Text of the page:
The EU referendum outcome will not lead to any immediate change to the immigration status of current EU students or those about to start a course in the coming academic year (2016–17). This has been confirmed in a
statement (27 June) from Jo Johnson, Minister of State for Universities and Science.
An immediate priority for Universities UK is to urge the government to:
Guarantee that current EU students and those beginning courses in 2016–17, 2017–18 and 2018–19 academic years will pay the same fees as UK students and have the same access to tuition fee loans for the duration of their courses. This would provide assurances to EU students starting course during the EU exit negation period.
Provide reassurances about the immigration status of existing EU students and staff following the UK's exit from the EU and affirming that it is a priority for government to ensure that future academic and student mobility is not impeded by unnecessary bureaucracy regardless of the immigration status of EU nationals.
Provide urgent clarification regarding EU students' access to tuition fee loans for 2017–18 and 2018–19.
There will be no immediate change to the tuition fees paid by current EU students attending UK universities.
It is important to remember that the UK will not leave the EU overnight – the negotiation process is expected to take up to two years, and the EU has indicated that this process will not commence until the UK triggers Article 50 of the Lisbon Treaty, formally signalling its intent to leave the EU. EU students are entitled to pay the same fees as UK students while the UK remains a member of the EU.
The fees that EU students are required to pay in the longer-term will depend on what is agreed as part of the UK's exit negotiations.
Separate statements from across all UK nations confirm that current EU students, and 2016–17 entrants, will be eligible to receive loans and grants to fund their studies for the duration of their courses.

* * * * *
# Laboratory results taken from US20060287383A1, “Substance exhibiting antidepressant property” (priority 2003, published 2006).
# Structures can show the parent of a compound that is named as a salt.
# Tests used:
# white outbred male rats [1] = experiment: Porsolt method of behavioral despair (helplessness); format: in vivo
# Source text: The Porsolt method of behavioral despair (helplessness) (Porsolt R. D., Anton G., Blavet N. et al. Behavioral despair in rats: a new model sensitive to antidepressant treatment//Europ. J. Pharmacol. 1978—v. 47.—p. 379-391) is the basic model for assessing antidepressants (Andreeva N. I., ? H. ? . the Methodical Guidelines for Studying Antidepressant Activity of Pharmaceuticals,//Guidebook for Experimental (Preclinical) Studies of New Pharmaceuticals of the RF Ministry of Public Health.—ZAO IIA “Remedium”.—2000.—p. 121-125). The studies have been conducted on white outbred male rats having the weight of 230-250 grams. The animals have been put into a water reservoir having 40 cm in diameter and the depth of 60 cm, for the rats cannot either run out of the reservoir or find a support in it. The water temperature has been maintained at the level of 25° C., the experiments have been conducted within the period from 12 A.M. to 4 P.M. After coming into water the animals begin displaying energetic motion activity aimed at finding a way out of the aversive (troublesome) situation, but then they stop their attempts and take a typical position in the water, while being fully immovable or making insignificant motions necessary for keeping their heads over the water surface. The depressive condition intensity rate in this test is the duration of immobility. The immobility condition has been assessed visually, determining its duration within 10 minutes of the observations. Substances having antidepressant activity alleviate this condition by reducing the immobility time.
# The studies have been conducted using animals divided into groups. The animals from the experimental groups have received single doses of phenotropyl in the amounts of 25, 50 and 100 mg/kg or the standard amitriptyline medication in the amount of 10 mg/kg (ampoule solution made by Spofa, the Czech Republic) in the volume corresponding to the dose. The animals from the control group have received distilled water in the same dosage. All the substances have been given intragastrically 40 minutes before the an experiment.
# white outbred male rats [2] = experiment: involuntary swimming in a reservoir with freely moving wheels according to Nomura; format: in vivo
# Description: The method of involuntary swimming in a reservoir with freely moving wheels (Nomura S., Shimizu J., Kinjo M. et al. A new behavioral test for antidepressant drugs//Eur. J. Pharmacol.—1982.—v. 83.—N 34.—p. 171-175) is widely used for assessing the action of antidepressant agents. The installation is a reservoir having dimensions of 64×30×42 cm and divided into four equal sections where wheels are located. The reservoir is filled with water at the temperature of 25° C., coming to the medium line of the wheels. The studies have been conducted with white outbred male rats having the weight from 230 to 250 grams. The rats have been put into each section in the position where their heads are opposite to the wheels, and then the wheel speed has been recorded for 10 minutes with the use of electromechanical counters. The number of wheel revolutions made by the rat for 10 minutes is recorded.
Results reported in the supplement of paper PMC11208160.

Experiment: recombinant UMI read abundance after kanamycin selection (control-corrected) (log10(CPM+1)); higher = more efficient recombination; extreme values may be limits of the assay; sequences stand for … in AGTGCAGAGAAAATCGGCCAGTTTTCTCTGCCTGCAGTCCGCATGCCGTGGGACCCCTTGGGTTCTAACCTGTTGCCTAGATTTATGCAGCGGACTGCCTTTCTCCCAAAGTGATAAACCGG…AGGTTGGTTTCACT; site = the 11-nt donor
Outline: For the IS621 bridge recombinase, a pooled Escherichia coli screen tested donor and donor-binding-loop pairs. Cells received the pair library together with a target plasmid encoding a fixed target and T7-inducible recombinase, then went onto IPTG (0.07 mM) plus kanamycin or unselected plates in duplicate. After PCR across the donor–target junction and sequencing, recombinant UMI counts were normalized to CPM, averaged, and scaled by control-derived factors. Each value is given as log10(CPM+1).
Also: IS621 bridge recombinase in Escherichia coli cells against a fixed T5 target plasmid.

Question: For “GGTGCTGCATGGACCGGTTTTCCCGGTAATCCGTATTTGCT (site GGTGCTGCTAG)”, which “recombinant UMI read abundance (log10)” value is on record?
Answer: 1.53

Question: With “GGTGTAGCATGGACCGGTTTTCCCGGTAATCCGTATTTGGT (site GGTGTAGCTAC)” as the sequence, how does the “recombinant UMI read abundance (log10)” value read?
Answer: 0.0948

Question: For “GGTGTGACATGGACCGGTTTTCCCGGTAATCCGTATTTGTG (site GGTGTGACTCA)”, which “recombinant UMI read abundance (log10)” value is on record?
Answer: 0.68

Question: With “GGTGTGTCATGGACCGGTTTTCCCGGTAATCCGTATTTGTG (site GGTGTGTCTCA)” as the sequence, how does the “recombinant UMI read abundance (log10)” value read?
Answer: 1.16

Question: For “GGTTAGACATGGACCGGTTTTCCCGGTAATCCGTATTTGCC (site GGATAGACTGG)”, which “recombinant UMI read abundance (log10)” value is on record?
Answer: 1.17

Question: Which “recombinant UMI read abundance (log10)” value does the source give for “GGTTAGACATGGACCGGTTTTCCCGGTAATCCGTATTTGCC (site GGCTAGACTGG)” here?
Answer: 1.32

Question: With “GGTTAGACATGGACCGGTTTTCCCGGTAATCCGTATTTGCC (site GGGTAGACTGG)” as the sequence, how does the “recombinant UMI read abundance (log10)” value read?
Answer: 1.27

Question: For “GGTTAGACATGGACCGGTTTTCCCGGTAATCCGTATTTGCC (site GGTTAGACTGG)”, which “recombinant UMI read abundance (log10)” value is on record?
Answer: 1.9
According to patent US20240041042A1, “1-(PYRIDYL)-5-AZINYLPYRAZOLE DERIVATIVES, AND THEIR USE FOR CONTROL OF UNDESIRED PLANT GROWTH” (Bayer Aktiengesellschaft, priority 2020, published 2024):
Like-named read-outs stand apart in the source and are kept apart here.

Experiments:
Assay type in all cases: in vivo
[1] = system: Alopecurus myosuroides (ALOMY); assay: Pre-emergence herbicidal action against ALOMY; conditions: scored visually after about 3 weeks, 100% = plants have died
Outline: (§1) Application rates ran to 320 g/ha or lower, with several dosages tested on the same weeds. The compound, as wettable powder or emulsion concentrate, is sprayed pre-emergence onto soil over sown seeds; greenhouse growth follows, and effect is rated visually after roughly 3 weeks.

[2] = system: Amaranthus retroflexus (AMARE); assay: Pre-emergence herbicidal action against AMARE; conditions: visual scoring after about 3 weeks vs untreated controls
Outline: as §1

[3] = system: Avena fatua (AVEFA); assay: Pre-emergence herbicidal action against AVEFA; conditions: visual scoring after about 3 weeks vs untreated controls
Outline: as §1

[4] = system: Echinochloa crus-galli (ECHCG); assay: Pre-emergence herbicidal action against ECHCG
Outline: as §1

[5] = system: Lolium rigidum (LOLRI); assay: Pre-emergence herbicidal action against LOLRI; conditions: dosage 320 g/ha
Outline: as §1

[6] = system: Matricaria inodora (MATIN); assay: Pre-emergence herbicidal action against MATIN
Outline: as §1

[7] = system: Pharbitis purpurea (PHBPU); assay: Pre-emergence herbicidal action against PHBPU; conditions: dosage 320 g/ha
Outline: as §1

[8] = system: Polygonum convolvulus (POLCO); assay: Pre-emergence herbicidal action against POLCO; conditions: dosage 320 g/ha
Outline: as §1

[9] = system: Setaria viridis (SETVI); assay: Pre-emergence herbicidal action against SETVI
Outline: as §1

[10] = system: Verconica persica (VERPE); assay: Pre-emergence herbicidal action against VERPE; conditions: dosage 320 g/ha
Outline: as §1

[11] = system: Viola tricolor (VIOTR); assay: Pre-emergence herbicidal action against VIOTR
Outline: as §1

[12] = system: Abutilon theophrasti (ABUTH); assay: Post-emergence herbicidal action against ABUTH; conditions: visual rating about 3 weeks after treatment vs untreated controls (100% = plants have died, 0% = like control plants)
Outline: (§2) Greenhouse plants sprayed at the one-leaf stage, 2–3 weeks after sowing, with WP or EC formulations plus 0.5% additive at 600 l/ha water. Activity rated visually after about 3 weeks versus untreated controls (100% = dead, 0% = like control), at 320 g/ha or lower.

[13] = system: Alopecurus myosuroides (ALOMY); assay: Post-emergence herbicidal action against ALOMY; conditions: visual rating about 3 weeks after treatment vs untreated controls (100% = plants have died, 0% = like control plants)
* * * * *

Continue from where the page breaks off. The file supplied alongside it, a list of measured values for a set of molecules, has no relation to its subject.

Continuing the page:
EU students attending universities in
England and Wales who are eligible under current rules to receive loans and grants from the Student Loans Company will continue to do so for the duration of courses they are currently enrolled on, or are about to start this coming year. This has been confirmed by the
Student Loans Company for England, and by
Universities Wales for Wales.
Under EU law, students from EU member states applying for undergraduate degrees at Scottish universities are currently eligible for free tuition. For EU students attending a university in
Scotland, the Scottish Government and Universities Scotland have
confirmed that there has been no change in current funding arrangements and that eligible EU students already studying in Scotland or commencing their studies in the coming months will continue to benefit from free tuition and, for those who meet the residency requirement, associated living cost support.
The Northern Irish Government has issued a statement confirming that EU nationals who are currently receiving student loans from Student Finance Northern Ireland and EU nationals who intend to begin studying from this autumn will continue to receive these loans and grants until they finish their course. This includes grants and loans to cover tuition fees (for those resident in the EEA for three years), loans and grants for maintenance (limited to those resident in the UK for at least three years), and some other grants and allowances.